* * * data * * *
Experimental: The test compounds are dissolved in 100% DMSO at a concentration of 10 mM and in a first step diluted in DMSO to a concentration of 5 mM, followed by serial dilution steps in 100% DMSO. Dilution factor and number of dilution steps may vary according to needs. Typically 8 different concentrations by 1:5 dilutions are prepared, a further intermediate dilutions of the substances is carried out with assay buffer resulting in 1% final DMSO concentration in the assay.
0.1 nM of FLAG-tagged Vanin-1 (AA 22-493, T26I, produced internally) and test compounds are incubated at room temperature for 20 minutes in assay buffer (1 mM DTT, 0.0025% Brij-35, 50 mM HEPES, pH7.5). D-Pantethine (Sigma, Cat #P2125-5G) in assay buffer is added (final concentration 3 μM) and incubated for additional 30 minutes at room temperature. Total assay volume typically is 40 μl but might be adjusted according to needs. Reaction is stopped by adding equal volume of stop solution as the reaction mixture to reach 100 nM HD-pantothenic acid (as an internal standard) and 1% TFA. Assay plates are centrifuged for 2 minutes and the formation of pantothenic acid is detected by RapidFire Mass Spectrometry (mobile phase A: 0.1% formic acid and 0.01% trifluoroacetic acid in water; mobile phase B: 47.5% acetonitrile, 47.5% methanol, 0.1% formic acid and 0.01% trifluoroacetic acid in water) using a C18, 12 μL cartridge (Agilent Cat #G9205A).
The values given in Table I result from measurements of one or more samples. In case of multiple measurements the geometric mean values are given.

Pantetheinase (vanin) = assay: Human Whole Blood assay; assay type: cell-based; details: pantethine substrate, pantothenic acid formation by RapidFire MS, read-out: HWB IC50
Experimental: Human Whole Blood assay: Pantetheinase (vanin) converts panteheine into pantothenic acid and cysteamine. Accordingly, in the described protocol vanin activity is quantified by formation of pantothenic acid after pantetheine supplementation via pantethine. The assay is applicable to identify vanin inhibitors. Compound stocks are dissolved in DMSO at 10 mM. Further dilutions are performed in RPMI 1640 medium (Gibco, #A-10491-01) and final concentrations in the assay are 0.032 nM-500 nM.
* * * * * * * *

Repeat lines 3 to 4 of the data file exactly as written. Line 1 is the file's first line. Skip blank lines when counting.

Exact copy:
The values given in Table I result from measurements of one or more samples. In case of multiple measurements the geometric mean values are given.

Pantetheinase (vanin) = assay: Human Whole Blood assay; assay type: cell-based; details: pantethine substrate, pantothenic acid formation by RapidFire MS, read-out: HWB IC50